The Seminary Guild will meet one last time for this academic year, on April 10. Meetings will resume next fall, though the work itself doesn’t ever truly take a break. They are a source of encouragement and care to our students, hosting receptions, providing food and coffee during finals week, remembering birthdays and welcoming new babies with homemade clothing, not to mention their ongoing student projects. These are the Tabithas of our community “full of good works and acts of charity” (Acts 9:36).
It’s been a quiet two weeks on campus, but spring quarter is nearly upon us and we’ll be busy again very soon. Chapel will resume this coming Monday when all the students have returned, and two days later we’ll have a new set of visitors here on campus for the Prayerfully Consider Visit.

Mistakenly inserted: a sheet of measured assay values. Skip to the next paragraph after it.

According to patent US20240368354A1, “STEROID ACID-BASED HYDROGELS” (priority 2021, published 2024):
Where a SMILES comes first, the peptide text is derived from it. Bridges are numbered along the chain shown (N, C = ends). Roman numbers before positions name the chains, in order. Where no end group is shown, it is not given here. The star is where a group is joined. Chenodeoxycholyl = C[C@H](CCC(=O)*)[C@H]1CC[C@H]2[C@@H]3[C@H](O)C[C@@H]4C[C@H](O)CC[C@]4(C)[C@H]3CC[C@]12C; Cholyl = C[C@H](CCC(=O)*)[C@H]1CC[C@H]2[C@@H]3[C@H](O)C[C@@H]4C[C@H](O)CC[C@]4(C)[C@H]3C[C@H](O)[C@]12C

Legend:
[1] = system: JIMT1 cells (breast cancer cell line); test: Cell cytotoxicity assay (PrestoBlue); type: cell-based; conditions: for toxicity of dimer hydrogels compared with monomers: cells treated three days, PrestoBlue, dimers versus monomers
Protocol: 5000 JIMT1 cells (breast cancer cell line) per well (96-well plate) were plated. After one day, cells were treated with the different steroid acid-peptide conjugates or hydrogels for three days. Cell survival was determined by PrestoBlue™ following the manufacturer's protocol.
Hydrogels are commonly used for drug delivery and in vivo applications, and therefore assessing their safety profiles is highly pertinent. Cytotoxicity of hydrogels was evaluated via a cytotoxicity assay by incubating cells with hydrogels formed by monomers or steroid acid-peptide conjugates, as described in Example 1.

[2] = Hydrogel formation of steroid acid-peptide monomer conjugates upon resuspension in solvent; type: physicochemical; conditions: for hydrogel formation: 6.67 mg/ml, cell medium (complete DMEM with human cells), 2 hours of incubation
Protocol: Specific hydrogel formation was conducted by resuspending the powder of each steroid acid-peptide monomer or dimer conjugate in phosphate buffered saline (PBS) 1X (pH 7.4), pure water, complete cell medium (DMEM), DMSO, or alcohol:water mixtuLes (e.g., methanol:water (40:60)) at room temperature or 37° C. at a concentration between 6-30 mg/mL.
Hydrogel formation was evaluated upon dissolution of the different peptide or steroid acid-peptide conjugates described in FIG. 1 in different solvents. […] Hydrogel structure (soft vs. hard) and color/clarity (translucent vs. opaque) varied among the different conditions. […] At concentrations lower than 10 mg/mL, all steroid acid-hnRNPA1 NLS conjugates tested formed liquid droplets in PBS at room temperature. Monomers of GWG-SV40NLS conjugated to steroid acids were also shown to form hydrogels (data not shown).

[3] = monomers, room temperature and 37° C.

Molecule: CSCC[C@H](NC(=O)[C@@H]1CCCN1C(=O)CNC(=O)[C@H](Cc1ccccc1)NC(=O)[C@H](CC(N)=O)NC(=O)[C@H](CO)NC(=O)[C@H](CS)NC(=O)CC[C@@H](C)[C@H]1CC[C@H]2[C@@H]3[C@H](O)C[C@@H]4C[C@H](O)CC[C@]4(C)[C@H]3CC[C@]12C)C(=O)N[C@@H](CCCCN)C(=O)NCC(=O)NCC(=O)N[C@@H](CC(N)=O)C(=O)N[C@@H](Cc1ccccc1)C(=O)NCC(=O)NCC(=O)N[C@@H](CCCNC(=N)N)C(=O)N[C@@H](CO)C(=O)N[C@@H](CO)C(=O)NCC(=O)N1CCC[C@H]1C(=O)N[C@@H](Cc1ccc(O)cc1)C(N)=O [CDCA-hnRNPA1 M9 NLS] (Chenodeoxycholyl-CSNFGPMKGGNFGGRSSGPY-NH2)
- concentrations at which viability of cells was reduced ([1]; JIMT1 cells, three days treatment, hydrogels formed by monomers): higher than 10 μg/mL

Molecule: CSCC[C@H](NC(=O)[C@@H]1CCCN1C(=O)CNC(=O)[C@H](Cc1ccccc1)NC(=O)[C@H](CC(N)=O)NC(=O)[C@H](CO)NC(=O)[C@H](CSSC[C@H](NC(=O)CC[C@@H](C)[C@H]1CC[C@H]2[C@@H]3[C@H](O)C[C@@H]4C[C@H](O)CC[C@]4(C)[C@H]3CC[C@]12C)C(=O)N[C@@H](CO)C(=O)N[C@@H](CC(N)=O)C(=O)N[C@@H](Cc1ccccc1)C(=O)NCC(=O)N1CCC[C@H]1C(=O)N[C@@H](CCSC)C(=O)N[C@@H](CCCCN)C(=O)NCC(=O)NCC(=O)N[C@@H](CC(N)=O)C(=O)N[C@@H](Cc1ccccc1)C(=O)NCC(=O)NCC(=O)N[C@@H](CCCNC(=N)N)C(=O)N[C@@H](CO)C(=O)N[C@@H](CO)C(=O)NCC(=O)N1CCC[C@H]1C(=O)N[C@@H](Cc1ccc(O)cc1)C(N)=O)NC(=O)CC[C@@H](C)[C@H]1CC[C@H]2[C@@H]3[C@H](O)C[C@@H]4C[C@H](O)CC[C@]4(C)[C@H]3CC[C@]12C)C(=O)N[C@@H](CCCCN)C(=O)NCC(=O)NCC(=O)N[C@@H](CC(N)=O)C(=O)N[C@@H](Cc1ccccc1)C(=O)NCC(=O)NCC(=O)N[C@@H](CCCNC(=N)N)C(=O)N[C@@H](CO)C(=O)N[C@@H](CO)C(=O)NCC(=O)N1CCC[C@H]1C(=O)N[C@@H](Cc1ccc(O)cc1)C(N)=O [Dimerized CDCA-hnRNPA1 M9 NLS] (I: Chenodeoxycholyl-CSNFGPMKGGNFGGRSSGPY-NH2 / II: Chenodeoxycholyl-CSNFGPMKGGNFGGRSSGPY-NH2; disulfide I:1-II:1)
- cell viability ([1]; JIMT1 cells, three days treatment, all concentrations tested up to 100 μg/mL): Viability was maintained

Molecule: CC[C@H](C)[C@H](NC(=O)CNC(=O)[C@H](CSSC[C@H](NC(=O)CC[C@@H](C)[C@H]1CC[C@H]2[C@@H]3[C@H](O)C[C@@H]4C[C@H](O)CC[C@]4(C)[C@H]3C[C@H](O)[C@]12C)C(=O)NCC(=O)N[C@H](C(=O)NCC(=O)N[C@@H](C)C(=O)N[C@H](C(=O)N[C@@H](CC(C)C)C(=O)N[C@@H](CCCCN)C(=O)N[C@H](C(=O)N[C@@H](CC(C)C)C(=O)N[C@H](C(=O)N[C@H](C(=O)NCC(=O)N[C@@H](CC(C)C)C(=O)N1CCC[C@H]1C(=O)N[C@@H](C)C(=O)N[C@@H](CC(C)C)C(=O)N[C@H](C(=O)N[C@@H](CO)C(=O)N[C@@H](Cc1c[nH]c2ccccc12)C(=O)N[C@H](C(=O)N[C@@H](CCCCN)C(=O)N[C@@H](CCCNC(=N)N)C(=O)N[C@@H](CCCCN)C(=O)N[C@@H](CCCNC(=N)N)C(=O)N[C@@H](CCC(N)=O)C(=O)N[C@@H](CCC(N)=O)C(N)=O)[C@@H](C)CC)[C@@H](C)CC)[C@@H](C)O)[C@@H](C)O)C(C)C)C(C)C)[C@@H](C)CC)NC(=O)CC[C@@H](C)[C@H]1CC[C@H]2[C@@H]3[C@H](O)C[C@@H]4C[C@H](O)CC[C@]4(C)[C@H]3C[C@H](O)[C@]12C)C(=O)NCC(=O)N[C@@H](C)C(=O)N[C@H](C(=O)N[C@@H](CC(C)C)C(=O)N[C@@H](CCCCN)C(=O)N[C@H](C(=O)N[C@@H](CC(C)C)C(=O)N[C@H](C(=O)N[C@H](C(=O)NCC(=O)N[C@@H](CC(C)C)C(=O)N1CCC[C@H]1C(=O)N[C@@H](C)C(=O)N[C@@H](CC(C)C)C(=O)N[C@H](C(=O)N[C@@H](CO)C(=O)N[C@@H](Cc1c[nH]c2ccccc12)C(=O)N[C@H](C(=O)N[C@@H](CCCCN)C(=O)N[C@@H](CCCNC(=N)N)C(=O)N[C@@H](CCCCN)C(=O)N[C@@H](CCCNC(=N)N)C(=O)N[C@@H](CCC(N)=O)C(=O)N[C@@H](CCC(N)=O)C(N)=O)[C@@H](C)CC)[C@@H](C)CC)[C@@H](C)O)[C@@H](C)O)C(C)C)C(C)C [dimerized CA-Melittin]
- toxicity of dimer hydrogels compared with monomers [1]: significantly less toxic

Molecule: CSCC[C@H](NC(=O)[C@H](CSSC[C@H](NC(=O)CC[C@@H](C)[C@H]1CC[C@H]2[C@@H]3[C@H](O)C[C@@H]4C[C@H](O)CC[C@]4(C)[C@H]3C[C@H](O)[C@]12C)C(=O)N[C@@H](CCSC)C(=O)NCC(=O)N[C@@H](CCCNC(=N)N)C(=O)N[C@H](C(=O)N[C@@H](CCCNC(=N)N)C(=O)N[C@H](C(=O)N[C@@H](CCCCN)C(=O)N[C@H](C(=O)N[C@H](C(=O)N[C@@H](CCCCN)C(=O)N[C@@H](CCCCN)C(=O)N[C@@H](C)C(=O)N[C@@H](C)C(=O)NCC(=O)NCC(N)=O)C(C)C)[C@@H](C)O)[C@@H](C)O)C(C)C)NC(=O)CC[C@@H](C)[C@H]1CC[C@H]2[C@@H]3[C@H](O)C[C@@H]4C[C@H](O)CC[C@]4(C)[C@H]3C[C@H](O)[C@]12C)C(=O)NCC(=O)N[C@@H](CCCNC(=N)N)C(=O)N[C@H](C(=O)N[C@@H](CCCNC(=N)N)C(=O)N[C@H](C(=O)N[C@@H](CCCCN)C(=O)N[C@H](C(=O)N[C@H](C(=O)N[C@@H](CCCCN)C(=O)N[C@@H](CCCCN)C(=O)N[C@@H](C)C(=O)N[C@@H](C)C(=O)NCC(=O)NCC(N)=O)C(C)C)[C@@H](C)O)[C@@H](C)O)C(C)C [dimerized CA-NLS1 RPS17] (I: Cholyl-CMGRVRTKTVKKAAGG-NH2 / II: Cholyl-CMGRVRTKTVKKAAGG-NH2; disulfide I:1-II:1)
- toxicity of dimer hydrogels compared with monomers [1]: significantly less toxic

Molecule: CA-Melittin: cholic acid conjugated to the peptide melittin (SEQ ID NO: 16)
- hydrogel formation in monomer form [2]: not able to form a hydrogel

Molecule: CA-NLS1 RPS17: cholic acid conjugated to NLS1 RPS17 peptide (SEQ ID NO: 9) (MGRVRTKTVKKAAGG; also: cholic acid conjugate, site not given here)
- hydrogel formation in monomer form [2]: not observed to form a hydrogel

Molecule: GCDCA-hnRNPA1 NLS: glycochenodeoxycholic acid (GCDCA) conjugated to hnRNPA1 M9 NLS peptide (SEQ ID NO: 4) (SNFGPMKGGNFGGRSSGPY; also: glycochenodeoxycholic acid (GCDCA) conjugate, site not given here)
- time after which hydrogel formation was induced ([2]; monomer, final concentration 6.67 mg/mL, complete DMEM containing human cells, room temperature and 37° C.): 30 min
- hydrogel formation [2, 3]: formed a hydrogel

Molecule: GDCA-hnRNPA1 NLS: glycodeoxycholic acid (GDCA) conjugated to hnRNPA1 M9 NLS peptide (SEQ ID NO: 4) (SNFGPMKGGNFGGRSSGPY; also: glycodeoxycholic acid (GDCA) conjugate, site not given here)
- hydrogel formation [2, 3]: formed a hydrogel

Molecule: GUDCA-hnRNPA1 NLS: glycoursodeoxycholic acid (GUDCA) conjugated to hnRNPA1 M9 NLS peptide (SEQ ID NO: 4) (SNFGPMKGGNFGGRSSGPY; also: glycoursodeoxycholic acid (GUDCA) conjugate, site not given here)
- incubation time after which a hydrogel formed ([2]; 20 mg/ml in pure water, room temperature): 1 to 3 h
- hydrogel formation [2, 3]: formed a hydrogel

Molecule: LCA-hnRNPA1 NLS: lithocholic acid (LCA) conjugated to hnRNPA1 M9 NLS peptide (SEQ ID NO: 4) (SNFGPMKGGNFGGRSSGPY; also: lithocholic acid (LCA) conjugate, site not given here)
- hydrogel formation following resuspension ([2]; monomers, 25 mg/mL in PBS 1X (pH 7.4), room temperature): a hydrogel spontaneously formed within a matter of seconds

We host this event twice a year, as a chance for those interested in becoming a pastor or deaconess to take the time to seriously contemplate these vocations. Attendees go to class, worship in Kramer Chapel and otherwise follow the same schedule as our current students, to receive a taste of what life is like as a part of the CTSFW community.
The visit lasts only a couple days (March 14 -17), and there are no costs, save for what it takes to get here. Prospective students live on campus, eat in the dining hall and are encouraged to bring their spouses (also at no cost), as they’re an integral part of the decision making process for anyone considering returning to school and pursuing a future in church work.
For more information, visit www.ctsfw.edu/PCV. Registration is available on this site as well.
Here’s an underside view of both of our bell towers. In the background, the 1,320 pound bell that rings every day for chapel can’t quite be seen behind the chapel roof, while the bell in the foreground will see a lot more action come May. This bell (called the Springfield Bell) was originally cast in 1882, moved to Fort Wayne in 1976, was found in storage in 1984, and finally hung and dedicated in its newly constructed tower in 1994.
Graduating students ring this bell after finishing their final class, celebrating their release.